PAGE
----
Will large corporations really be able to help us?
I read with interest an op-ed article "The Courage to Develop Clean Energy" by Jeffrey Immelt and Jonathan Lash in the 21 May 2005 Washington Post. The title seemed to come right out of the theme of the NEM conference in September 2004 in Portland, Oregon entitled "New Energy: The Courage to Change" Without yet identifying the authors of such a seemingly prophetic piece, I read on.
"After inventing the light bulb", the essay begins, "Thomas Edison was asked where he grew inspiration from. ,I find out what the world needs', Edison replied, ,then I proceed to invent.'"Who are these enlighted beings, I asked, that were able to speak our language (and Edison's) and be able to break through into the mainstream media as well, denied to us for such a long time?
Eagerly, I read more. Immelt and Lash proposed that three ingredients were necessary for developing clean energy: "(1) the brainpower to develop new technology, (2) a market that makes clean technologies profitable, and (3) a strong dose of American will." Innert and Lash then argued we had the first two ingredients in place, but we needed to develop the third. I don't agree. The requirement for profit, under some conditions, might actually eliminate many promising options which are either not ready yet or are intrinsically cheap. Hence Corporate America's emphasis on more mundane and massively deployed technologies which could quickly turn in the profit. Hmmm, who were these authors anyway?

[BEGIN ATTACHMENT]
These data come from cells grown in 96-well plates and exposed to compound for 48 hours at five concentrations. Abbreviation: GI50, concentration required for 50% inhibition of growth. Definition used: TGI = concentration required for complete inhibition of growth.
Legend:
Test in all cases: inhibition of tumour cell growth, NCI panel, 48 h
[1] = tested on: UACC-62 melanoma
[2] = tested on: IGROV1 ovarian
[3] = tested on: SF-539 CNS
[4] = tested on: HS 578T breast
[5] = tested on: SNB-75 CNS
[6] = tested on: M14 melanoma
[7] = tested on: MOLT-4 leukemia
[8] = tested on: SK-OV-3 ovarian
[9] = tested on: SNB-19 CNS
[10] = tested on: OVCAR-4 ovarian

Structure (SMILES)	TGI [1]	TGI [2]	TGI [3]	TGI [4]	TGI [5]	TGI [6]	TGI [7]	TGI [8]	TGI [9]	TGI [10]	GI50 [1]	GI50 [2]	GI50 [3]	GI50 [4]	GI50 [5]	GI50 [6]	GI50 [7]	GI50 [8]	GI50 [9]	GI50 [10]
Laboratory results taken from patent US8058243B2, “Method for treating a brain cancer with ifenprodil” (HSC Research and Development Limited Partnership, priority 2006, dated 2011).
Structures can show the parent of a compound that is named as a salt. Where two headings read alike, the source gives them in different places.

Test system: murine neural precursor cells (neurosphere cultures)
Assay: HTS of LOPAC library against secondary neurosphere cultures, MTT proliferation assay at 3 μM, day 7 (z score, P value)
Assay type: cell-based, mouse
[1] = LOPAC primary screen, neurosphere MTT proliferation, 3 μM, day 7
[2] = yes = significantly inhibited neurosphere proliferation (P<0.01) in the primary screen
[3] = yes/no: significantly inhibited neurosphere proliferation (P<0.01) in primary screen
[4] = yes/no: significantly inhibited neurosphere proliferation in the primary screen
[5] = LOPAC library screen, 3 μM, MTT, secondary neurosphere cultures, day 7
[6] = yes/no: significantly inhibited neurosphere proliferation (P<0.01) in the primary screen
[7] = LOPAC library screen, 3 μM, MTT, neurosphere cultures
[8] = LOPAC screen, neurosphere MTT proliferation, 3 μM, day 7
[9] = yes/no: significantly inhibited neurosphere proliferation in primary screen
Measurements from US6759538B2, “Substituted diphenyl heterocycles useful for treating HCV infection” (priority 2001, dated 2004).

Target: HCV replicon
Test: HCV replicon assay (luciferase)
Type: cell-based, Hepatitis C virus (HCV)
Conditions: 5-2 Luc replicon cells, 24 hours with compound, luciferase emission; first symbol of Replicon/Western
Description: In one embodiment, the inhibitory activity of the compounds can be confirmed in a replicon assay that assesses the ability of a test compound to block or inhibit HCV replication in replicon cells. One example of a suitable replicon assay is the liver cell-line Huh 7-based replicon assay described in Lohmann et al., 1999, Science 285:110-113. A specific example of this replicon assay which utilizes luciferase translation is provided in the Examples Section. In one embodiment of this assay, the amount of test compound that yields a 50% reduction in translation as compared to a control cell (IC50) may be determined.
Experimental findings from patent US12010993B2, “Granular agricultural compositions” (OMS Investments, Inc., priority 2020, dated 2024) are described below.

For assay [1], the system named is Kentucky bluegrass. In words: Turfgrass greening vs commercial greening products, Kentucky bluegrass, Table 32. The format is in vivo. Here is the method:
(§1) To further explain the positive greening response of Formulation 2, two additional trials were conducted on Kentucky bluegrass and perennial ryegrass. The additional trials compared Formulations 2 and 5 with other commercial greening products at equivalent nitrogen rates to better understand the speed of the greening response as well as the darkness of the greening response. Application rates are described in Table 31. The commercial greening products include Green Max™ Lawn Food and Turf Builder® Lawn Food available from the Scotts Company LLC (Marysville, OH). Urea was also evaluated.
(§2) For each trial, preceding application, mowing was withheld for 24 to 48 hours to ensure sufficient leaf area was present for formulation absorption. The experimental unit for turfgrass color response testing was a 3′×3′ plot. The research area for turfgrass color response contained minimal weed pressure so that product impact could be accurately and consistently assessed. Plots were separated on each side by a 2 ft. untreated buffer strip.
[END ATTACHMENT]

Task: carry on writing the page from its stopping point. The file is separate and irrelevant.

My eyes then flashed down to the authors' biographies. Jeffrey Immelt is chairman and CEO of General Electric Company and Jonathan Lash is president of the World Resources Institute. Heavy hitters...
What can we learn from their statement? In my opinion we all have a lot in common, except for the profit "requirement". What kinds of profits? Who decides how much profit is enough? To satisfy shareholders, any company like GE must turn in a humongous profit in the energy and war machinery fields to grow and thrive. All this assumes, then, that any kind of new energy must come under a private capitalistic umbrella. The implication here is that, if a new energy technology were basically free, then it might not be worth GE's or any other large corporation's while to press forward with the technology. They would pass. Or tap into the long sordid history of promising new technologies being buried to maintain a profitable status quo.
This leads to a more fundamental question: what if a given commodity which was highly polluting but profitable (e.g., oil, coal, gas and nuclear power) could be replaced by a very cheap clean technology which would turn in very low profits? Would GE be happy if it had to give up its nuclear and gas turbine power plants for this? Dubious. The article clearly implied that no large corporation accountable to its shareholders could give up their profits for something less profitable. In fact, the authors gloss over the rationale for their profit requirement and making the profit motive axiomatically true for all energy technologies at all times. They then shift the blame for our poor energy track record to what they see as the lack of the third ingredient: a strong dose of American will. I would argue, to the contrary, that the first and third ingredients are there but latent, and that the capitalistic axiom is what is blocking us.